Google refreshes its record: Accurate pi to 31 trillion decimal places

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 Google refreshes its record: Accurate pi to 31 trillion decimal places

Yesterday was March 14, not only the so-called White Valentines Day, but also the Day, i.e. the Pi Day and the International Mathematics Festival.

On such a math enthusiasts day, Emma Haruka Iwao, a Google engineer from Japan, set a new world record by successfully calculating Pi to 31 trillion decimal places, or 31415926535897, to be exact.

The previous record was set in 2016 at 22459, 1577, 18361, which means that the Google employee has added nearly 10 trillion bits.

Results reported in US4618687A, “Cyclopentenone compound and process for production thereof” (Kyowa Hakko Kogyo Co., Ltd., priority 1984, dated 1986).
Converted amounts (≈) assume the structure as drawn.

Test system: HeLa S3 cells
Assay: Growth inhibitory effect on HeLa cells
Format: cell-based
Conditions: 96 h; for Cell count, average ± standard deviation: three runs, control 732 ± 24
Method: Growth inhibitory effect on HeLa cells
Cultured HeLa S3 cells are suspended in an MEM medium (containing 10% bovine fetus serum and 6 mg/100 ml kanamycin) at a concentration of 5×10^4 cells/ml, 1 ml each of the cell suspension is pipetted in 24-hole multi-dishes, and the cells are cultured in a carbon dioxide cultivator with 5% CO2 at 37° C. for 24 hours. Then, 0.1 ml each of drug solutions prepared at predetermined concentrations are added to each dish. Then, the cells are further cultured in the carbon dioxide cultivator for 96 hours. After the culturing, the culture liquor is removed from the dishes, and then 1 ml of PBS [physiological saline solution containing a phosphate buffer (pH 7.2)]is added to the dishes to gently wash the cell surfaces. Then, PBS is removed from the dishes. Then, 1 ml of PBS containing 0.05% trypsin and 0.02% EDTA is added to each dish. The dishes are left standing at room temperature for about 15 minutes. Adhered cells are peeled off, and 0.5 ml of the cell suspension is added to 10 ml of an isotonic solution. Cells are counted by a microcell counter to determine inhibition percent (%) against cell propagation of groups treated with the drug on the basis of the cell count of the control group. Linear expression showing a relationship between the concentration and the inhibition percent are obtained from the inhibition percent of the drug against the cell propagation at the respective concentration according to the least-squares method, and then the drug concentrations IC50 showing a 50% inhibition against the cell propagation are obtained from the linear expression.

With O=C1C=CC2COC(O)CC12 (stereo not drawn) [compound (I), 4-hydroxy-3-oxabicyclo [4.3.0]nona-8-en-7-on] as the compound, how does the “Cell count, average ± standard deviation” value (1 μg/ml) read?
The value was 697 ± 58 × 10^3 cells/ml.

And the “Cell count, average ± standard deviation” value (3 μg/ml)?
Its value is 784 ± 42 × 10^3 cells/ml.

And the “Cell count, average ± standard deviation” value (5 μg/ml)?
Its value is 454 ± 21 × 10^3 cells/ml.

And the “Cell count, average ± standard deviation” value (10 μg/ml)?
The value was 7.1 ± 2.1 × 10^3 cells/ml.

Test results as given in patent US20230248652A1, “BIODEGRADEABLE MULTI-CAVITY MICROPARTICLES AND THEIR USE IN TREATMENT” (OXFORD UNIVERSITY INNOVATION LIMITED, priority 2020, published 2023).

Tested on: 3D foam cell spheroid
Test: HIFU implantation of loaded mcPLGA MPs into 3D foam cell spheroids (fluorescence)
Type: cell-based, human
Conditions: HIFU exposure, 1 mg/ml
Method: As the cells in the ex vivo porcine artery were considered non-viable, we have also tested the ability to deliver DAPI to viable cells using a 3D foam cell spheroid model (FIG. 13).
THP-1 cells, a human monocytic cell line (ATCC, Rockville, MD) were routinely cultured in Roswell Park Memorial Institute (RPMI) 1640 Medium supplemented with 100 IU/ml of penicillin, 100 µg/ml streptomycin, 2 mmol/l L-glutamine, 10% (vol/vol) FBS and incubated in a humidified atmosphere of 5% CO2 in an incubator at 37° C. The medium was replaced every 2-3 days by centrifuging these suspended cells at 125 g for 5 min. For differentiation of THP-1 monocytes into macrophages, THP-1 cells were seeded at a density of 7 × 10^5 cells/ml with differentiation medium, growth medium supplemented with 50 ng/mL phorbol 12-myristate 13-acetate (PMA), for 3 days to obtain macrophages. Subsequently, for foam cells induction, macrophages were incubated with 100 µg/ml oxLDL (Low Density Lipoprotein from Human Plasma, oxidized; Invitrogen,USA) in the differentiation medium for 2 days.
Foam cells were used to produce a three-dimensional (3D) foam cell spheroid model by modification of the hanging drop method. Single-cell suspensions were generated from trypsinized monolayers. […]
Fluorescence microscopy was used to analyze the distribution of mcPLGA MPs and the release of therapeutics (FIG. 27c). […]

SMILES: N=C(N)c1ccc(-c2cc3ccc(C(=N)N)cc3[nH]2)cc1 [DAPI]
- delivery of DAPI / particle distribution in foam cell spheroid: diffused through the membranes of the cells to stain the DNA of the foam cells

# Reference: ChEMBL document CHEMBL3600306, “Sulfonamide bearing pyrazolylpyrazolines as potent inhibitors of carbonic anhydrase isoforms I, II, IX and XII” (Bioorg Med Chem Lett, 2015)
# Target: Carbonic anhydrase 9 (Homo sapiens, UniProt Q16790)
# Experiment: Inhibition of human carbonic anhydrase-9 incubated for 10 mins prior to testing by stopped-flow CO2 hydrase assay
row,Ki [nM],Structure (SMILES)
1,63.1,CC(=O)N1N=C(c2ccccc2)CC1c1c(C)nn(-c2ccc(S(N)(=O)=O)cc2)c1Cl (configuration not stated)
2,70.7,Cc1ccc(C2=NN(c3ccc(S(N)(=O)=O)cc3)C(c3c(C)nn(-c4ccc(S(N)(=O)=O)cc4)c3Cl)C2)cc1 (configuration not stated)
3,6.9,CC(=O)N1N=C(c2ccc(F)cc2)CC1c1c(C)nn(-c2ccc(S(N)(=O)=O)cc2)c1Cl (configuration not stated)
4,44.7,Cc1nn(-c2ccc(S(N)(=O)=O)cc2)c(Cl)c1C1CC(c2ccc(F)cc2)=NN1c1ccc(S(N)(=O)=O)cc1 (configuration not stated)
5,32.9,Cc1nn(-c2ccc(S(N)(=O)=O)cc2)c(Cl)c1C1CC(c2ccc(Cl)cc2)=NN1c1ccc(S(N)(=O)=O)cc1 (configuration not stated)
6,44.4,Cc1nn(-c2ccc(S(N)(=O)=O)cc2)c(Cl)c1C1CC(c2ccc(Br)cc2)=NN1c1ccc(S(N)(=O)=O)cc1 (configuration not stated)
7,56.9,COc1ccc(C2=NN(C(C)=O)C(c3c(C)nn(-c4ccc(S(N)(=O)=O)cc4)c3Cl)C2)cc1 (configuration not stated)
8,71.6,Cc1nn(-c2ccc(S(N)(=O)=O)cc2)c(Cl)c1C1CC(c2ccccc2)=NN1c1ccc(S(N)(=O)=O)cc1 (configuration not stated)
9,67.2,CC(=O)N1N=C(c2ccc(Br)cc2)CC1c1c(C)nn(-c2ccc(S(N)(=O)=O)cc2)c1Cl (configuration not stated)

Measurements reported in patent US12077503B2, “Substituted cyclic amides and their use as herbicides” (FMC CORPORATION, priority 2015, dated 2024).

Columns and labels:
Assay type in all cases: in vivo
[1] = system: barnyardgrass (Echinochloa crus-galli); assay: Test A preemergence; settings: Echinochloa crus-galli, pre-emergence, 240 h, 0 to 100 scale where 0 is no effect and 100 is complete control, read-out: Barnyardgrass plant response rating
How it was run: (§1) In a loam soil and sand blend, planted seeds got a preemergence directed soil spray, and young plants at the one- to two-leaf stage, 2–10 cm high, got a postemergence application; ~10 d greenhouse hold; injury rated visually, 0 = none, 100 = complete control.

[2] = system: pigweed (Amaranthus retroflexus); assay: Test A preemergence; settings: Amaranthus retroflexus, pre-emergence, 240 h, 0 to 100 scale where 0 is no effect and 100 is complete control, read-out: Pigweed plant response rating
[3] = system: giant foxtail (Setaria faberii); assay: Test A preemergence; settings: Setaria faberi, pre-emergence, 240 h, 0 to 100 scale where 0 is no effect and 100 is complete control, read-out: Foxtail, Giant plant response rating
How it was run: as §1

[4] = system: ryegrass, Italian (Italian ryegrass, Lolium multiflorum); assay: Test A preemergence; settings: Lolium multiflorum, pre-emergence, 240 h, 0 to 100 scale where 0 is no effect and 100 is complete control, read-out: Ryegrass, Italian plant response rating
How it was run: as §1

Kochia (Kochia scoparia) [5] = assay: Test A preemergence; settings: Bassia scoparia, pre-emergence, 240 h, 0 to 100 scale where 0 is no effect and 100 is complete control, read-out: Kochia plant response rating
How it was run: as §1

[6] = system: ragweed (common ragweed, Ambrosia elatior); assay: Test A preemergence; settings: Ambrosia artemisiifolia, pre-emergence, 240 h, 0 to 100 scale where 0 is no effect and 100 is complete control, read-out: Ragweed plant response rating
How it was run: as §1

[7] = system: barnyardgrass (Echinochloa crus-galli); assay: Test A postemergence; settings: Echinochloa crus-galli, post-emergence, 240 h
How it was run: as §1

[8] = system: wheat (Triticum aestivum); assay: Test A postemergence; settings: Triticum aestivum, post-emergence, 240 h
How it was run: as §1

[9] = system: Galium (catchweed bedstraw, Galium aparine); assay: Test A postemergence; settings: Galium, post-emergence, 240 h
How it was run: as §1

According to Iwao, he uses Googles cloud computing engine and runs about 25 virtual machines for 121 days. Peter Trueb, the creator of the 2016 record, used only one computer, which had a large 6TB hard drive, but lasted only 105 days.

Of course, such calculations do not make much sense to the real world. NASA can send a rocket into space only by taking the 15 decimal places. In addition, modern astronomical computational objects and modern physical computational atoms only need to take the 40 decimal places.

Data show that the circumference rate is an infinite non-circular decimal. Chinese mathematicians Liu Hui and Zu Chong took the lead in accurately calculating the factorization to the next seven decimal points, i.e. the most classic 3.1415926, which lasted for more than 1000 years.

Source: Fast Technology Responsible Editor: Wang Fengzhi_NT2541